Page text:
Best Practices for Using Summative Assessments
In standards-based grading, summative assessments are meant to be evidence of students’ learning. Teachers use formative assessments as check-ins throughout a unit to make sure students have understood the concepts, while summative assessments are used at the end of the unit as proof of students’ mastery level.
Here are some best practices for using summative assessments.
One and Done
Ideally, assessments will be given once. They are snapshots of students’ ability level at the time of the assessment. Giving multiple retakes allows students to guess and doesn’t give an accurate picture of their knowledge.
However, re-takes could be allowed if a student had extenuating circumstances (like test anxiety) or has worked to improve their understanding of the skills and concepts.
Created Specifically for the Unit
A summative assessment should assess the skill and knowledge students learned in a unit. Therefore, they should be based on what was actually taught.
A summative assessment should not be randomly shared or borrowed without checking to see if it should be edited. Perhaps you didn’t cover some of the same information in your unit, so students won’t be fairly assessed.
Some students shine on a specific assessment format but bomb on others. Vary the type of summative assessment you use or provide choices to students.
For example, you might give an exam for one unit, but use a project-based assessment for the next. In yet another unit, you might give students choices that integrate different skills, such as a video, poster, or essay.
Focused on Target Standards
A summative assessment should focus on the skills and concepts taught within the unit. You should make sure that the core concepts are accurately assessed in whichever summative activity you use.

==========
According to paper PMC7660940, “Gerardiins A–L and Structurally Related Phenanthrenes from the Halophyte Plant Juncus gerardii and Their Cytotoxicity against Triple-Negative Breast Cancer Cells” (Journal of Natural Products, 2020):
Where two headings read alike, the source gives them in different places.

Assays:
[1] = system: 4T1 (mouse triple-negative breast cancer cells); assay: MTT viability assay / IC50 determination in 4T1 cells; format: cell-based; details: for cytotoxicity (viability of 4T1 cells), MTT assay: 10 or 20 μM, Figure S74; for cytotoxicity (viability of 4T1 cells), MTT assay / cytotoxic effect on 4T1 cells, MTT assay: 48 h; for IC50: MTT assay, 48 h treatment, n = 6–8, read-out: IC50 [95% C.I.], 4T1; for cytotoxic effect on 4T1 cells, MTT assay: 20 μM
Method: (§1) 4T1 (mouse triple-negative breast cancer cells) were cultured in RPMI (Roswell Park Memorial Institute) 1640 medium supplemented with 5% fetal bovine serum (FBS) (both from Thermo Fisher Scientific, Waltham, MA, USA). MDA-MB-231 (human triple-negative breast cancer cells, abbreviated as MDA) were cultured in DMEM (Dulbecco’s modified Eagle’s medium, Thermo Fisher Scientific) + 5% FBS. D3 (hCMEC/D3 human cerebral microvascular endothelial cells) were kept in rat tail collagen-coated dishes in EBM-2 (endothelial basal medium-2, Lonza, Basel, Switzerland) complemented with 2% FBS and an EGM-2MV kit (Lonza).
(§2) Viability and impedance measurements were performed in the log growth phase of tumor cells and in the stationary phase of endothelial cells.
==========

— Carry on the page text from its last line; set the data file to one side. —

For example, if students need to understand the causes and effects of the Civil War, drawing a map of the battles wouldn’t demonstrate how well they mastered that information.
When creating a unit, you need to decide what are the core skills and knowledge students are expected to learn, then create the lessons and summative assessment to match them.
Also, a summative assessment could focus on just one target standard. A teacher may only want to assess students ability to use one grammar rule, such as commas or writing a thesis statement. In that case, they may use a single-point rubric to evaluate students’ mastery level.
On other summative assessments, teachers may want to assess multiple standards. An exam or a rubric with multiple skills might be better in that case.
I think of a unit as a loop. Summative assessments are the final piece of the loop, and they determine whether students are ready to begin the next loop or need to revisit the skills in the same loop. However, the summative assessment needs to be carefully developed using best practices to ensure that it actually assesses the target standards.
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